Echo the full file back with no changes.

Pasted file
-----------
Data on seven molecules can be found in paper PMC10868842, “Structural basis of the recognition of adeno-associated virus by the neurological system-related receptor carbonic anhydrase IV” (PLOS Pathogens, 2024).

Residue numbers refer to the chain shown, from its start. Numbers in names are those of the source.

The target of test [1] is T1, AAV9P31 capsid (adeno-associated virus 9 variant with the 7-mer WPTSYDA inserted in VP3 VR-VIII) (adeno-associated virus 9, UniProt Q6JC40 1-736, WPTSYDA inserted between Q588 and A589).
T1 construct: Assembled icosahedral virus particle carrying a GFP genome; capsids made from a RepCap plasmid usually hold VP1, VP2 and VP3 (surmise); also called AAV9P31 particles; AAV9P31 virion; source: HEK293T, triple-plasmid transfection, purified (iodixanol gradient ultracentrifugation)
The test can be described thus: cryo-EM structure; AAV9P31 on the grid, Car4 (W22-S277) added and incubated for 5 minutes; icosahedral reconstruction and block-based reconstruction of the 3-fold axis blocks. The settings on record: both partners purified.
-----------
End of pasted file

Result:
Data on seven molecules can be found in paper PMC10868842, “Structural basis of the recognition of adeno-associated virus by the neurological system-related receptor carbonic anhydrase IV” (PLOS Pathogens, 2024).

Residue numbers refer to the chain shown, from its start. Numbers in names are those of the source.

The target of test [1] is T1, AAV9P31 capsid (adeno-associated virus 9 variant with the 7-mer WPTSYDA inserted in VP3 VR-VIII) (adeno-associated virus 9, UniProt Q6JC40 1-736, WPTSYDA inserted between Q588 and A589).
T1 construct: Assembled icosahedral virus particle carrying a GFP genome; capsids made from a RepCap plasmid usually hold VP1, VP2 and VP3 (surmise); also called AAV9P31 particles; AAV9P31 virion; source: HEK293T, triple-plasmid transfection, purified (iodixanol gradient ultracentrifugation)
The test can be described thus: cryo-EM structure; AAV9P31 on the grid, Car4 (W22-S277) added and incubated for 5 minutes; icosahedral reconstruction and block-based reconstruction of the 3-fold axis blocks. The settings on record: both partners purified.